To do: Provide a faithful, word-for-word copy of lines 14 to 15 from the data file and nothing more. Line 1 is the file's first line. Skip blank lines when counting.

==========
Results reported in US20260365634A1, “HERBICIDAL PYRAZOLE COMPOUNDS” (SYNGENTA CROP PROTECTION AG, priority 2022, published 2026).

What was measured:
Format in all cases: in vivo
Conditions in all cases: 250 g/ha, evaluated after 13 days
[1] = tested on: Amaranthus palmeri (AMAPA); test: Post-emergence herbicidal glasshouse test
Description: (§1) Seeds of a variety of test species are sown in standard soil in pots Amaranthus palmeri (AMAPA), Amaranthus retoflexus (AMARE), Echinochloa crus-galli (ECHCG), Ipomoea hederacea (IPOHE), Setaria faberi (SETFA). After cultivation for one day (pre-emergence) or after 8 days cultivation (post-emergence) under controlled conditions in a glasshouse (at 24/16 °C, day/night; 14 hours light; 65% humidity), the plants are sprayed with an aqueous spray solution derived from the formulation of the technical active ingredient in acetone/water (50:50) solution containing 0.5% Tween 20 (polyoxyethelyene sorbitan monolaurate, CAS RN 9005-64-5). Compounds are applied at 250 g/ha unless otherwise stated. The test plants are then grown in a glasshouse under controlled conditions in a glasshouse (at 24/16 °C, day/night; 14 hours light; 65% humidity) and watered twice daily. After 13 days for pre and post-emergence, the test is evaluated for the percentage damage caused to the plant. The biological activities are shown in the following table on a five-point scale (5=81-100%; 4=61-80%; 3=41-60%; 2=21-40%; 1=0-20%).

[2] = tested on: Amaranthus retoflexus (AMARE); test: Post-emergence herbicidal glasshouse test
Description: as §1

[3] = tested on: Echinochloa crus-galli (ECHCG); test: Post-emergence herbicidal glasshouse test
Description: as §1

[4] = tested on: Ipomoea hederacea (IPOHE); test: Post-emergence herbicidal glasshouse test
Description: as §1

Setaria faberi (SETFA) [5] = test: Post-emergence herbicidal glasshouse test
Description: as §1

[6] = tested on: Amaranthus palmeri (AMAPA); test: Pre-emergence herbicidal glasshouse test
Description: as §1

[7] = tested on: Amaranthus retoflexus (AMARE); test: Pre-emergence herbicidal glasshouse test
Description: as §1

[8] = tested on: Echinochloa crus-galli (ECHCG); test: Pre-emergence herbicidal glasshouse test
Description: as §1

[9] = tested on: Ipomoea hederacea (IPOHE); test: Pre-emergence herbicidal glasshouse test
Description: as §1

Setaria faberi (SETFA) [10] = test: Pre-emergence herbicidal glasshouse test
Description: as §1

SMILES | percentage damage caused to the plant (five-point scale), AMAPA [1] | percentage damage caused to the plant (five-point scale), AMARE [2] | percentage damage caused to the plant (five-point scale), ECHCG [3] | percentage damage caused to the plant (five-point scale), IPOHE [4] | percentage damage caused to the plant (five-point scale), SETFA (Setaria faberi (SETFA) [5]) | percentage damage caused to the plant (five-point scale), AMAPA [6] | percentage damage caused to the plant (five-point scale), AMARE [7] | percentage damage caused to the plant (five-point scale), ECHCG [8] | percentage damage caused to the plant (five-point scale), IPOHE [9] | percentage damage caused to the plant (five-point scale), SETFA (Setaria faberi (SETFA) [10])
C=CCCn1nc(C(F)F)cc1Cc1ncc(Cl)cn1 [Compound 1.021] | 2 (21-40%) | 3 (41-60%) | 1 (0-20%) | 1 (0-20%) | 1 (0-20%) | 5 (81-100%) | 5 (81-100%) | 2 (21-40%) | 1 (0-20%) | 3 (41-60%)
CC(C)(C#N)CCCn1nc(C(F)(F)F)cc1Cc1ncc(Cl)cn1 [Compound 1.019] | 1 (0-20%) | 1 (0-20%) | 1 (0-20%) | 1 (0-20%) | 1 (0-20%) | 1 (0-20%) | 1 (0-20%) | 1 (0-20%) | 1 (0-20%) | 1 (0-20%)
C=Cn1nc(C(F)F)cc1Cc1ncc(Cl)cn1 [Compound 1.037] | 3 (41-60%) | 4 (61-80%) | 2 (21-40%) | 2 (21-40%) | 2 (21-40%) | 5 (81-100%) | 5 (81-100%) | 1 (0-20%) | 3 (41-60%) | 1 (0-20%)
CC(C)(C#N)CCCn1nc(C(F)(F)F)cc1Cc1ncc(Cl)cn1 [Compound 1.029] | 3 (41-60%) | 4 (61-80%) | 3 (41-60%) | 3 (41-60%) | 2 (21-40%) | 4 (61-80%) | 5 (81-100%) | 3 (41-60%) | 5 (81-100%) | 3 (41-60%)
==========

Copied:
Description: as §1

[6] = tested on: Amaranthus palmeri (AMAPA); test: Pre-emergence herbicidal glasshouse test